Academic journal article Journal of Comparative Research in Anthropology and Sociology

From "Reversed Quota" to "Invisible Quota" in the Recruitment of the Descendants of Immigrants for Public Service Jobs: A Comparative Analysis of the Local Implementation of "Diversity Politics" in Ponac (France) and in New East Amsterdam (the Netherlands)

Academic journal article Journal of Comparative Research in Anthropology and Sociology

From "Reversed Quota" to "Invisible Quota" in the Recruitment of the Descendants of Immigrants for Public Service Jobs: A Comparative Analysis of the Local Implementation of "Diversity Politics" in Ponac (France) and in New East Amsterdam (the Netherlands)

Article excerpt

Abstract

Through a qualitative comparison study of the hiring of the descendants of immigrants for public service jobs in France and in the Netherlands, this article highlights the selection mechanisms implemented by local human resources personnel in the local government in two small towns, one in the Netherlands and one in France2. We observed how the respective recruitment politics were designed to improve the visibility and presence of the descendants of migrants in local public services. Our results demonstrate that these two localities use very different methods to recruit the descendants of immigrants: French local authorities used "invisible quotas", and Dutch local authorities used "reversed quotas." They followed two different accounting systems, which in turn had diverse effects on the redefinition of the desired skillset.3

Keywords

Recruitment, quotas, diversity, comparison, local public authorities, discrimination

Introduction

Non-discrimination and the integration of national descendants of migrants4 into the labor market are two present themes that have been on the European political and social agenda in the early years of the 21st century. However, the issue of employability of people of diverse cultural origins have been only recently been addressed in the Netherlands and in France. Private companies and local authorities' prioritize the selection principle and human resources policies for diversity. These policies fall within an approach that addresses the recruitment of people of diverse cultural origins in connection with implementation of the legislation on non-discrimination based on origin, gender, age, etc. The legal context of employment discrimination is now very wide. It is in fact defined by the Labor Code, the Penal Code, and European directives. However, the research on diversity management in local public administrations that raises issues of equal opportunity, meritocracy, performance, and competence, is complex and socially sensitive, economically but also politically. Therefore, little or no analysis of the practices of diversity management within public administrations has been compared.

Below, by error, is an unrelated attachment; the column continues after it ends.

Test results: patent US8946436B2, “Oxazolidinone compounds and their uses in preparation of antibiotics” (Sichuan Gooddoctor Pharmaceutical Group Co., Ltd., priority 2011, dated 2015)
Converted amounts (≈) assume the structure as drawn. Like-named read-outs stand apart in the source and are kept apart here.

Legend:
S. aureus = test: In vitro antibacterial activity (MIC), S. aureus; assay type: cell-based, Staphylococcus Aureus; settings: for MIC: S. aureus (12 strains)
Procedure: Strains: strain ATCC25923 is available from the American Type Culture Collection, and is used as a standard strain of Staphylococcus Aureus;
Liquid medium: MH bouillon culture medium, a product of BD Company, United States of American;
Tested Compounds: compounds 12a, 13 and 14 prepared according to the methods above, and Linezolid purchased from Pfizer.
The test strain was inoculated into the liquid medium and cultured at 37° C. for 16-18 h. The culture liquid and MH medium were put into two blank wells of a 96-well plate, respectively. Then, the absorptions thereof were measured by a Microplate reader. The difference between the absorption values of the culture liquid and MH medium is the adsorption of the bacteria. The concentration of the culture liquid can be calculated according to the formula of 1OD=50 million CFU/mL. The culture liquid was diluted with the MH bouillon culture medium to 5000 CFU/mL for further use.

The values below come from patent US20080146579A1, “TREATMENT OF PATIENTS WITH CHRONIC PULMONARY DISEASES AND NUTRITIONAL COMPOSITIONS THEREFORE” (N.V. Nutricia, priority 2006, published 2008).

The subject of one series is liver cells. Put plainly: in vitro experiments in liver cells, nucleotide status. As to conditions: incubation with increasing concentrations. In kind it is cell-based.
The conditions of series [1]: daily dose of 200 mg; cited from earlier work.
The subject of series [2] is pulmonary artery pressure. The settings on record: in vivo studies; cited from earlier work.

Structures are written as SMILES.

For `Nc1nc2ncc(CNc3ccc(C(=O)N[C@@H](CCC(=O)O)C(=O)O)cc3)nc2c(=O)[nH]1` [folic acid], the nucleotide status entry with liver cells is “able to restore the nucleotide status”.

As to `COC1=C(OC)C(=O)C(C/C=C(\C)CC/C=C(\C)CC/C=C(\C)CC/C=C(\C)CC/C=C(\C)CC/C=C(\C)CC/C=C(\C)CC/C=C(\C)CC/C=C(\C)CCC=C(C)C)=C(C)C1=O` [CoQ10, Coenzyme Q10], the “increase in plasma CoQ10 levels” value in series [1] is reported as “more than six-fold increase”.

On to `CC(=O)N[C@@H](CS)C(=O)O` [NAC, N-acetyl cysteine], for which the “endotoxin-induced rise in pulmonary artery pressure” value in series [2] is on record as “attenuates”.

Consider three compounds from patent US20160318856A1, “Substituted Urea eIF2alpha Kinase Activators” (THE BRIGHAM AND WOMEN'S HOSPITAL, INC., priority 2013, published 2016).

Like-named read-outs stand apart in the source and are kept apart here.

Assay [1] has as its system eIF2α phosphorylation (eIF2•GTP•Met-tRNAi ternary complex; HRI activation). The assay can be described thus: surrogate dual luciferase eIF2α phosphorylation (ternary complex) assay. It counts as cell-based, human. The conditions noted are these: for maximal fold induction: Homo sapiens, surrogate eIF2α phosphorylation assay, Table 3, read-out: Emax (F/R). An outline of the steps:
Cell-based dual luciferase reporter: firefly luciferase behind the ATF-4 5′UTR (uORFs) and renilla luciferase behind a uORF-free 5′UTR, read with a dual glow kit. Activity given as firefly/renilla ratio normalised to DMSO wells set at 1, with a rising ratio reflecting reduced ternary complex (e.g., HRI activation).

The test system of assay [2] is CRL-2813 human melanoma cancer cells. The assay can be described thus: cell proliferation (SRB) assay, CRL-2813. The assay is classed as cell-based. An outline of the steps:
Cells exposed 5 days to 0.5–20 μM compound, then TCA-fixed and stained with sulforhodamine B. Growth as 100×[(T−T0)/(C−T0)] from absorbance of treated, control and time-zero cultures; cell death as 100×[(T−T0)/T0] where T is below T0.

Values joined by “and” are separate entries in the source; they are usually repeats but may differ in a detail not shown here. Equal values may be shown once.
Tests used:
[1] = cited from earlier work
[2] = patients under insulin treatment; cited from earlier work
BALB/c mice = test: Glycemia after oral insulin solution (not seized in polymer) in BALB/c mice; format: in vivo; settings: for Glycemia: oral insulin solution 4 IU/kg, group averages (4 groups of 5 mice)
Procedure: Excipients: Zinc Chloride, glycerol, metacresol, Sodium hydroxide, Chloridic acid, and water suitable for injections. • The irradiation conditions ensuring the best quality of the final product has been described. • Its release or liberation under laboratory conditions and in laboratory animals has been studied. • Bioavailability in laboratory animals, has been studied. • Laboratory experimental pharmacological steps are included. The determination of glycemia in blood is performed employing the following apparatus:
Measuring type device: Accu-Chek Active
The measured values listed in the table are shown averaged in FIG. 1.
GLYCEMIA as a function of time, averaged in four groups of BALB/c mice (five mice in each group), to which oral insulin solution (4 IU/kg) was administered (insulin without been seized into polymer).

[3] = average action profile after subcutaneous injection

This paper seeks to understand the social logics underlying the work team compositions and services of local administrations. The goal is to have a comprehensive approach of the logics of recruitment from the "bottom-up" approach. So, how are locally applied national diversity policies? First, I assume that there is an accounting system for the policies of turning visible minorities, which reveals the complexity of the single quota mechanism. Indeed, it seems that human resources managers implement "invisible quotas" in the French context and "reversed quotas" in New East Amsterdam. On the other hand, I assume that the processes of selection and recruitment have strong implications in terms of "ethnicization"5 of skills.

This research underlines the historical, economical and social context of diversity policies in France and the Netherlands (part 1). Through two case studies, this paper shows the selection mechanisms implemented at local level by different managers. These are designed in order to improve the visibility and presence of national descendants of post-colonial migrants in local public authorities. I distinguish "invisible quotas" in Ponac and "reversed quotas" in New East Amsterdam (part 3). These accounting systems using affirmative action have an effect of skills' ethnicisation6 (Part 4).

Some methodological details

My approach involves the use of identifications of people of cultural origin and indirect nominations to address minorities. This article proposes to circumvent this highly sensitive obstacle by7 having recourse to a qualitative analysis of interpretive discourse of managers, recruited employees, and descendants of migrants who get a refusal to hire. Moreover, my qualitative choice is completed by a comparative approach. While research always tend to oppose France and the Netherlands through the simple distinction of universalism versus multiculturalism, I opted for a Franco-Dutch comparison since the two countries face a crisis of their integration models of visible minorities. …

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